The number of human trafficking cases taken to court in the UAE last year more than doubled compared to 2008 but officials admit challenges still remain in tackling the issue.
The annual report from the National Committee to Combat Human Trafficking (NCCHT) showed that 43 cases came before the courts in 2009, representing 86 trafficking victims, compared to only 20 cases the previous year, UAE daily The National reported.
Dr Anwar Gargash, the Minister of State for Foreign Affairs and the head of the NCCHT, said: "As the UAE government's formal campaign against human trafficking enters its fourth year, the results from 2007 to 2009 suggest that the country has made significant and rapid progress.
"However, the UAE is also mindful of the challenges that remain. Our commitment to improve the detection and prosecution of trafficking offences is stronger than ever."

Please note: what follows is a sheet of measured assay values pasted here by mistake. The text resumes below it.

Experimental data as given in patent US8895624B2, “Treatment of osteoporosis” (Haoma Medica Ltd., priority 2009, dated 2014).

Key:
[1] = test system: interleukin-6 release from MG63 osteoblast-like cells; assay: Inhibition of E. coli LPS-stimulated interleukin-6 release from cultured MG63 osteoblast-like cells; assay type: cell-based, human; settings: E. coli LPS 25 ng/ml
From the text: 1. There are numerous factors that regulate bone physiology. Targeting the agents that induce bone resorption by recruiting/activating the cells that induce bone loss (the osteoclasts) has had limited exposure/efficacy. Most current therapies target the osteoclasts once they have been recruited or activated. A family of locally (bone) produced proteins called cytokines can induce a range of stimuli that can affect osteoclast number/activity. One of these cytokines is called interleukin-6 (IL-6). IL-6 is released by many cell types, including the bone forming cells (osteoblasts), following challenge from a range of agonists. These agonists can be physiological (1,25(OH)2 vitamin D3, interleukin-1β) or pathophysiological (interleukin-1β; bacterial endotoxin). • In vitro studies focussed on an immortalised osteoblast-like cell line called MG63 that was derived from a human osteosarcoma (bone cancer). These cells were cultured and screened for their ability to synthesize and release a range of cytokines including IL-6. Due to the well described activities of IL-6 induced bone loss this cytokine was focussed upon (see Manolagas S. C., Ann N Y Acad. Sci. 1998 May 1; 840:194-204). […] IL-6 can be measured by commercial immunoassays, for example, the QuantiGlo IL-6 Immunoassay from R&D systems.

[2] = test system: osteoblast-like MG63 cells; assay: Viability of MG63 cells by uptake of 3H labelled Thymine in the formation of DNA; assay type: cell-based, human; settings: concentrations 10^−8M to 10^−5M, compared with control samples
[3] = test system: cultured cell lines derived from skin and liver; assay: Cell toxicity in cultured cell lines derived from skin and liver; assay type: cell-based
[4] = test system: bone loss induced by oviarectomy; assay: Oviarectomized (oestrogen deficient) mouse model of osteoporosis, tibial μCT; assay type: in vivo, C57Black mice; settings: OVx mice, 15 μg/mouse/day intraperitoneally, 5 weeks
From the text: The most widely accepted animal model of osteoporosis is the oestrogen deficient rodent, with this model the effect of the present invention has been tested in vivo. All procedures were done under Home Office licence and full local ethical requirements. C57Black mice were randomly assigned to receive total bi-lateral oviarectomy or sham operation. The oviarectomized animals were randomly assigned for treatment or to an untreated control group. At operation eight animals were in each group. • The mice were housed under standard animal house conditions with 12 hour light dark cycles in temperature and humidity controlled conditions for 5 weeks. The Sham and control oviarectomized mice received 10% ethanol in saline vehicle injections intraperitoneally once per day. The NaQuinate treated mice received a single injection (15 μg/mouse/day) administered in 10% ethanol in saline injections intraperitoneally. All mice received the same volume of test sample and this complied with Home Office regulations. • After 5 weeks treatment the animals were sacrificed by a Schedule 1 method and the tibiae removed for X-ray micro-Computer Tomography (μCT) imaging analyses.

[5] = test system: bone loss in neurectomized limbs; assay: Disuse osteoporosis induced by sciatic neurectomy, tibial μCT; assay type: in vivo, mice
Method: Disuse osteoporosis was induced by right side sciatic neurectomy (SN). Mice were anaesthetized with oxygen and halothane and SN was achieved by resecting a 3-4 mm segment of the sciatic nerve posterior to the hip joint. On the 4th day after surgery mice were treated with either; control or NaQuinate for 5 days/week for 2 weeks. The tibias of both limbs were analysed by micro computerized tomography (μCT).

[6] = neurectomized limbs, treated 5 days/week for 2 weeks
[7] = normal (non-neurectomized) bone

Dr Gargash warned that the number of actual abuses dwarfs that of crimes reported.
In 2009, 125 defendants were prosecuted, and 35 of the 43 cases ended in at least one conviction, the paper reported.
Most of the cases, 21, occurred in Dubai. Fifteen cases were recorded in Sharjah and the Northern Emirates, and seven in Abu Dhabi.
Under the law, a life sentence is applicable if the crime is committed through deceit, if it involves the use of force or threat of murder or bodily harm, or if it involves physical or psychological torture.
Furthermore, the 16-article law prescribes stiff penalties against traffickers ranging from one year to life imprisonment and fines of AED100,000 and AED1 million.